Bansal: This is a wonderful idea. I think the presence of CVC there gives a lot of confidence to the bankers and to my mind, the bankers should be encouraged to take decisions. And there is nothing wrong. If something has gone wrong because of business cycle or for other reasons, then naturally, we have to take a hit. As it is, 50-55 percent provision is available with the banks. Fortunately, the RBI has taken the lead and most of the non-performing assets (NPA) are on the table. Whatever is remaining will be there when the March results will be out.

Now the banks, they need to clean this balance sheet. Cleaning the balance sheet does not mean that you put all these assets on the table and then sit idle. Unless the banks dispose of these assets and the CEO of the company banks are encouraged to take decisions, let them take hit. 25-30 percent and in some cases even 50 percent is not going to affect the balance sheet of the bank, because as it is, there are sufficient provision available in the system. Naturally, it will cleanse the system and the banks will be having a clean balance sheet and they will be naturally, make some good money out of it and the future will be bright.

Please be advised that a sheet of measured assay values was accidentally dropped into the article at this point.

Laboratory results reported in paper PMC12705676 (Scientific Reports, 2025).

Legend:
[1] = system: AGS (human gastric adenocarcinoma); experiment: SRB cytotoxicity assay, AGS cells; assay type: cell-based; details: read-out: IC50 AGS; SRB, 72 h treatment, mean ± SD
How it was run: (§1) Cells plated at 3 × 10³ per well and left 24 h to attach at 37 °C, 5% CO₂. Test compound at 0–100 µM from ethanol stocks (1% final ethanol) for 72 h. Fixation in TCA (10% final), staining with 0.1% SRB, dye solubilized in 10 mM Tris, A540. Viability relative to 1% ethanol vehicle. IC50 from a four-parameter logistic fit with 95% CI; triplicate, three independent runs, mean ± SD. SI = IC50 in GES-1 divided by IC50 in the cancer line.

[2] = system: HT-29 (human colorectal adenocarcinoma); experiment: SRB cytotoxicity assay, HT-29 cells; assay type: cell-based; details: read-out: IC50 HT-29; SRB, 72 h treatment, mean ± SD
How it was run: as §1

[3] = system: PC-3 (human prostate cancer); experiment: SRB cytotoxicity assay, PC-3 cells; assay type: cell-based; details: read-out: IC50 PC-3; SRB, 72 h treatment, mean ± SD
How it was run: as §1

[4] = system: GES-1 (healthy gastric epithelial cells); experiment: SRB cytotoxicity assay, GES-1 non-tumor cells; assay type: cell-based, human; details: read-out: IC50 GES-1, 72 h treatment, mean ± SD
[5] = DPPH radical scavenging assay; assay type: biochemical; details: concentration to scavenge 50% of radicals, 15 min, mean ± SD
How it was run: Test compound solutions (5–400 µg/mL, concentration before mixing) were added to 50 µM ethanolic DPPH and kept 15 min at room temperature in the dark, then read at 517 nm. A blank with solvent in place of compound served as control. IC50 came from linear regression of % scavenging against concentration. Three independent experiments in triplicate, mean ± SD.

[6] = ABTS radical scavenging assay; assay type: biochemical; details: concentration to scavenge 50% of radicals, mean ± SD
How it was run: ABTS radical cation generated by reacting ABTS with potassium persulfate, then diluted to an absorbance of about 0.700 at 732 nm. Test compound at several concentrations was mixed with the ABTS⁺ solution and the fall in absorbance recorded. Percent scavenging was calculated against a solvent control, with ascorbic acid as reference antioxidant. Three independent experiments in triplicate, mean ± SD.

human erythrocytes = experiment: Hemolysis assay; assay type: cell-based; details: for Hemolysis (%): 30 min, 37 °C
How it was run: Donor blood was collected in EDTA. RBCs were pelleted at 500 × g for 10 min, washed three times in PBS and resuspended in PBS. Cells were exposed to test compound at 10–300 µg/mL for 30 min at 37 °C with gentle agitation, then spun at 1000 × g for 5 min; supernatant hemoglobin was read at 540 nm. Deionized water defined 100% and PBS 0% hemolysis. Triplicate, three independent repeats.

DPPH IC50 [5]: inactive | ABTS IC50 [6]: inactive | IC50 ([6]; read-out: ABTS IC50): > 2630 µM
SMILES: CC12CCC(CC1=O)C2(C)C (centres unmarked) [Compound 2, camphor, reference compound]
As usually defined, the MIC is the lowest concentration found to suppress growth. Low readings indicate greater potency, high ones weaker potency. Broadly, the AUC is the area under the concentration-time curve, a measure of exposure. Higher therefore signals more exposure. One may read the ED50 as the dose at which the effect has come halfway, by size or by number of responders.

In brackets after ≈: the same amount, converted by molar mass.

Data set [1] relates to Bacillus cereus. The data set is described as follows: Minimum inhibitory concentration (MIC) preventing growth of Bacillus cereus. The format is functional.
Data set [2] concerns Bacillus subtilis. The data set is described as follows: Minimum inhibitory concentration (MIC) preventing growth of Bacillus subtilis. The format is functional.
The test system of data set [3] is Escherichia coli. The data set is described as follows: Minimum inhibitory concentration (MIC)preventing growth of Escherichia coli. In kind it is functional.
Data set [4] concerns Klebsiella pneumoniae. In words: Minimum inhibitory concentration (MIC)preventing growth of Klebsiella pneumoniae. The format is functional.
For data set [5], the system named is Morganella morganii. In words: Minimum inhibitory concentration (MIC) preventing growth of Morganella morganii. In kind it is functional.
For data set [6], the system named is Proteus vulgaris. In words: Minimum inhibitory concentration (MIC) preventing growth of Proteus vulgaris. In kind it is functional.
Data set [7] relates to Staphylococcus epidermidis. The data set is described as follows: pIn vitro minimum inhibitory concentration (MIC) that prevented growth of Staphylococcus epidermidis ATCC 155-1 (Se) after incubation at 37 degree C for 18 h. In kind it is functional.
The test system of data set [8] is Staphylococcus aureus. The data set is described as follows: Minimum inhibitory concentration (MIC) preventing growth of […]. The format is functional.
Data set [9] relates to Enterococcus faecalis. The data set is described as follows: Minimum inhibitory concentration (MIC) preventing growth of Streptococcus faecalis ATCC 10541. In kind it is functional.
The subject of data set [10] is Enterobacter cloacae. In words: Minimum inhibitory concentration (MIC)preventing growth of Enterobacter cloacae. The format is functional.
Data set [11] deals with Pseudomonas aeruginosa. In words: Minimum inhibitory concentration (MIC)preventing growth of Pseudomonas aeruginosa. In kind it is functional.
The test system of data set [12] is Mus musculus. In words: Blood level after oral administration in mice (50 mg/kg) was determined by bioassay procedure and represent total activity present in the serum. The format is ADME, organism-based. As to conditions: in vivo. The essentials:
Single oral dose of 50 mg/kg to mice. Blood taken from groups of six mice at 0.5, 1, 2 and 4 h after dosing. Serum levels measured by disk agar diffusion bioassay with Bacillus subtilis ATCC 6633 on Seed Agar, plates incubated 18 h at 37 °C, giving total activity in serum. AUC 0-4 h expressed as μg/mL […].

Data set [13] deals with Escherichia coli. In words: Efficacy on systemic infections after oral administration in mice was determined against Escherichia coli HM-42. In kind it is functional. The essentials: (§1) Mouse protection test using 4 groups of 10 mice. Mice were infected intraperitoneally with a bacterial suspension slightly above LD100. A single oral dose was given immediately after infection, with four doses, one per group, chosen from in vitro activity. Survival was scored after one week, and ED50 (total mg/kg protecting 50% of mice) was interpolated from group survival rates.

Q: This is provided the decisions were taken in an exuberant period between 2004 and 2008 and maybe even 2010 when we thought 8-10 percent gross domestic product (GDP) is a birth right and probably over priced a lot of assets. But, clearly, some of it is cronyism, some of it is fraud. So, how do you sift the good from the bad? How is it that you ensure that the decisions taken are not miss-spending public money or depositors money? What suggestions do you have to make the process clean?

Bansal: Let us not discuss fraud. I think there are other agencies to take out these cases, but let us be very careful when we identify which are the fraud cases and where the money has gone instead of asking the bankers why you have taken these decisions. If there are mollified, then naturally, that person needs to be punished, but otherwise the system should take its own care.